Fast forward to today, the Las Vegas factory employs 150. They work 6:00 AM-2:30 PM, Monday to Friday. The AC Cobras & Ford GT’s offer Utah-built aluminum bodies, or South African-built fiberglass bodies. If paint is requested (vs. polished aluminum) by the customer, it is sprayed in this factory. Shelby Mustangs are painted by Ford, & Shelby add-ons (spoilers, grills/noses, etc.) are colour-matched there. Shelby found a loop-hole, with American DOT registration. If they build less than 335 unit/models per year, they can use the ’60’s build year…this avoids current day emission, & crash standards. The AC Cobras & Ford GT’s are built as rollers (complete, less engine & transmissions). Then they are shipped to authorized Shelby dealers, who install the customer-requested powertrain. There is no typical assembly line. There are hoists & work stations. While we were on the tour, something roared on the dyno. That’s how you get a grown, & grumpy old man, to smile!
A wealthy collector from Montreal, PQ, once showed up with a blank cheque. After review, Shelby Sales returned the cheque. The car couldn’t be registered/titled in Canada. This was due to Transport Canada’s rules. Any new vehicle here, must adhere to current crash, & emission standards.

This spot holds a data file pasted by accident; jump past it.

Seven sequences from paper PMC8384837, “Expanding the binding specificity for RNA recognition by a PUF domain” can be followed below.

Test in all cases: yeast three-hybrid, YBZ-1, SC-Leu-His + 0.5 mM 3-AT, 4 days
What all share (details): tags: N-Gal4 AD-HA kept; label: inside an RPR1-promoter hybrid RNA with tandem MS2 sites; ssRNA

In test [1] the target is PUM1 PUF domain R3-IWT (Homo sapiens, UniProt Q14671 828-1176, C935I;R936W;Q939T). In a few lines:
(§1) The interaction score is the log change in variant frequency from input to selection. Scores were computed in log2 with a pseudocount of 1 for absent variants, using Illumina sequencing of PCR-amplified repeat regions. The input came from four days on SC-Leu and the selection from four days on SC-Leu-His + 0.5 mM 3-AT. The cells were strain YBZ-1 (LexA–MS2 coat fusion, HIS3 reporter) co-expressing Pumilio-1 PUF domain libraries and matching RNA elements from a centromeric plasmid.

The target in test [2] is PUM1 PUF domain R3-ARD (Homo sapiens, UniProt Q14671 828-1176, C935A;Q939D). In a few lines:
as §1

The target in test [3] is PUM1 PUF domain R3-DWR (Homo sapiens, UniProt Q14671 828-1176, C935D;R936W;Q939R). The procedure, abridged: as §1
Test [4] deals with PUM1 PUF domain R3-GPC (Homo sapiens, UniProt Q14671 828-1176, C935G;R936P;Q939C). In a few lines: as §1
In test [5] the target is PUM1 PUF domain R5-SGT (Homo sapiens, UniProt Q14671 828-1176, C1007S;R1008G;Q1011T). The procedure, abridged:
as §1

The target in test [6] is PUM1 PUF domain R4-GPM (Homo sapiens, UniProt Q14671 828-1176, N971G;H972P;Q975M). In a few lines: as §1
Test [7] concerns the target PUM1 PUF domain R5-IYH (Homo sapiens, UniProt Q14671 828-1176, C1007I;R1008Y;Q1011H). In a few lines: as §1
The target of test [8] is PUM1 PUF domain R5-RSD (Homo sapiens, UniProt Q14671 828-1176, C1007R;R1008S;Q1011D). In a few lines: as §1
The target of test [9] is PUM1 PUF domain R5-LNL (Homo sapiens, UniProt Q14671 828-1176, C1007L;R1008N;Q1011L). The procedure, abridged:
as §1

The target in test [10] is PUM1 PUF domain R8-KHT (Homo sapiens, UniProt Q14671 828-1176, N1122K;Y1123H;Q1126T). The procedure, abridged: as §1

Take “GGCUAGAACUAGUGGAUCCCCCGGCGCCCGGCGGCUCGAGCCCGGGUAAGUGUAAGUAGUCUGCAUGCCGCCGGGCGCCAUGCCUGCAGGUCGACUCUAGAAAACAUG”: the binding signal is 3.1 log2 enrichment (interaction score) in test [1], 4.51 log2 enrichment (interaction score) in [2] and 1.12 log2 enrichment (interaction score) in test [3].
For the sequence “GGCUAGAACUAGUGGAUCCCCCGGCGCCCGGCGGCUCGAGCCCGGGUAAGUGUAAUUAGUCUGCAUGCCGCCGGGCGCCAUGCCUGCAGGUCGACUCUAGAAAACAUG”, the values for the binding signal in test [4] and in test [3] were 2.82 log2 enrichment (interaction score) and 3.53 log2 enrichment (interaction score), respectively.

We did a self-paced tour. There are approximately 30 Shelby vehicles on display. All are Ford powered, except for 2 Mopar’s (Chrysler)…80’s, Shelby Charger, based on an Omni 024, & an Omni GLH (Goes Like Hell). Again, thanks to Iaccoca. The other car is a 1999 Oldsmobile-powered Shelby Series 1. Later, Shelby would do initial development work on the Dodge Viper. 1 Ford powered of note, is a new Shelby Mustang 1000. It’s 1 of 35. It came off the dyno at 1040 brake horsepower (at the rear wheels)!
An hour later, we did the guided tour. Our guide was the very knowledgeable, Mr. Jim King. He is Shelby’s Historian, & a gentleman. He retired from the Ford Motor Company. He knew lots about Canada, because he held several Senior Management positions, at Ford Canada! One Canadian Ford dealer was quoted, saying, “Canadian dealers loved Jim.”
Jim shared many stories, & tidbits of Shelbymania. The famous ’66 Mustang GT350 was named, because it was 248 steps from the office, to the shop floor. Go figure!
After we left the exhibition hall, we were escorted into the factory. Here we stood in a safe area, while Jim rattled off even more Shelby trivia. Shelby supplies marker pens, & tour guests are encouraged to sign the factory wall. We did!
We finished our 3 hour visit (yes, even Judy liked it!), with a stop in the Gift Shop. It’s roughly the size of a fast food restaurant, or coffee shop! Judy bought me a book, & a T-shirt.
Judy met Loretta. Her husband Gary, owns a 2007 black Shelby Mustang convertible. They kindly offered us a ride in their rental car, back to the Strip. Nice folks! We bought them milkshakes, & chatted for a few more hours. Ironically, he works for a Canadian company: Bombardier’s Wichita, KS, LearJet division.
Then we caught the redeye, back home. It was a great, albeit, short 3 night trip!